Not Officially Winter

November 17, 2015

Contributed by NicolasNicolas Graybear

It’s not officially Winter yet, but it sure has a wintery feel:  temperatures hovering around freezing in the mornings; occasional frost; mountainsides devoid of colors other than browns and grays – save the few pines, spruce and firs…

There are a very few lingering goldenrod, purple aster and yarrow flowers stubbornly displaying their defiance, but most of the summer flowers have produced their seed heads resulting in lots of fluffy clumps of various shades of off-white up the mountainside. The large mounds of virgin’s bower seed heads covering the dying vines always look frosty.

Ninety-nine point nine percent of the leaves have abandoned their tenuous perches and now begin their slow decomposition on the forest floor to humus to nourish their former hosts and new growth in the Spring.

The multiflora rose hips have changed from hard dry orange to softer red and, while they will never be as tasty as some other hips, have taken a decided turn toward a Vitamin C-laden sourness and sweetness.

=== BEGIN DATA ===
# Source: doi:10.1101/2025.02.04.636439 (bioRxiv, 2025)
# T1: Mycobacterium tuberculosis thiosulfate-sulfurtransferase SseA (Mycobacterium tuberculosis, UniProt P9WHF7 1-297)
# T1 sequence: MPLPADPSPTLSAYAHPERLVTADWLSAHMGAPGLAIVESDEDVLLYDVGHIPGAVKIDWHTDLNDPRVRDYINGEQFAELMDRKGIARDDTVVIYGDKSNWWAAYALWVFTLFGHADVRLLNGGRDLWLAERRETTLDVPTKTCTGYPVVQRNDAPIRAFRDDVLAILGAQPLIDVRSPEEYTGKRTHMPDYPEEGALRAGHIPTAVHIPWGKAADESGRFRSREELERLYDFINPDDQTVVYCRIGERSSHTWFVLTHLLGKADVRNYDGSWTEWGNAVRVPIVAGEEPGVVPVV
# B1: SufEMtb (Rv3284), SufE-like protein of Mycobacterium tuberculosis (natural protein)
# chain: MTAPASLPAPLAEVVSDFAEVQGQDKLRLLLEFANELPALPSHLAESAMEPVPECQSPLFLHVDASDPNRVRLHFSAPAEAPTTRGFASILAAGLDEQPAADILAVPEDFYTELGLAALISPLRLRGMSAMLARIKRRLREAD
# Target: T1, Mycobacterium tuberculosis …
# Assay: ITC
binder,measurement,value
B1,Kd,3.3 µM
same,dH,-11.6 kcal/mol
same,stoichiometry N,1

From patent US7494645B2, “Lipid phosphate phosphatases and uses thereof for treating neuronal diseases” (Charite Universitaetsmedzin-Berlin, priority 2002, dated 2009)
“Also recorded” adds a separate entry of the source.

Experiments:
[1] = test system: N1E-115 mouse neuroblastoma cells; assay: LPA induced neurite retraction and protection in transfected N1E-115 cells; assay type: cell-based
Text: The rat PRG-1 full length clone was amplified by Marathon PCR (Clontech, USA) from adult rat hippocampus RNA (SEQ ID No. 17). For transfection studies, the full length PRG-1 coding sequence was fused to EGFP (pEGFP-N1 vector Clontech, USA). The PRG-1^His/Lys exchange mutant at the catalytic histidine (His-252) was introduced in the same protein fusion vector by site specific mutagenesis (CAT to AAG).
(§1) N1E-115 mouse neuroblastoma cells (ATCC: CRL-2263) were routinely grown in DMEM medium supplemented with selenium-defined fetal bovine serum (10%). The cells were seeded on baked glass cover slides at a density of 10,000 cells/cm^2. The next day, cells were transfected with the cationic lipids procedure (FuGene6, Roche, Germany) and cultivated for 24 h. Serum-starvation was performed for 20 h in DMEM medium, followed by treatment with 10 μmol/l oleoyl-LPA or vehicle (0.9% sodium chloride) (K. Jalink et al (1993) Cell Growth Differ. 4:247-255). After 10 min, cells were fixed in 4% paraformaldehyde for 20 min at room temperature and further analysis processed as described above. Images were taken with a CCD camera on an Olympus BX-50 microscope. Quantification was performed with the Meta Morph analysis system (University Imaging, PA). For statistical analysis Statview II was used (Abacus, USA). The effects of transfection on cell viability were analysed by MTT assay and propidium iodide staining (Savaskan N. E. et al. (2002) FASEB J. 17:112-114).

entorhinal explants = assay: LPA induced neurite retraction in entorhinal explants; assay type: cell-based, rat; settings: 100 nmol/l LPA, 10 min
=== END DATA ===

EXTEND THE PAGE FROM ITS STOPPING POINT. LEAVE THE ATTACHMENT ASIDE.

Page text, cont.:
Even the last of the domestic and escaped apples have ripened. A couple of prized trees have fruit that rival the Gala, Fuji and HoneyCrisp in flavor, texture and sweetness. YUM! (From which Elia, or one of the cubs, occasionally makes a pie for me.)

The scraps from the woodshop are knocking the morning chill back and warming us pleasantly as I write this. The scraps won’t last long when Winter really takes hold, but I and a couple of the cubs cut and split about six cords of firewood this past Summer that will hopefully provide two or three years warmth.

Speaking of the woodshop, I seem to have been cursed with the need to look at every piece of firewood as a potential project to be sawn, planed, bored, carved, turned or otherwise magicked into a practical or aesthetic object.

Ah, well, back to the apothecary. I need to whip up something Elia suggests I take for this cough while we eagerly await the first snow. (Which we had had by this time last year and does not look at all imminent – just another bout of heavy rain.)

Happy day to you!


Deb, Harry, bee balmNature enthusiasts Harry LeBlanc and Deb Vail are at home in the forest hiking to reach beautiful vistas and searching for native plants in the southern Appalachians. They are co-founders of Grandparents of the Forest, an intimate business offering simple yet meaningful ways for children and their parents to connect to Nature for well-being and healing. They also make Sacred Forest® Flower Essences from the plants they encounter. They are former organic farmers and parents of 5 grown children.

Organized under Autumn, Nicolas.

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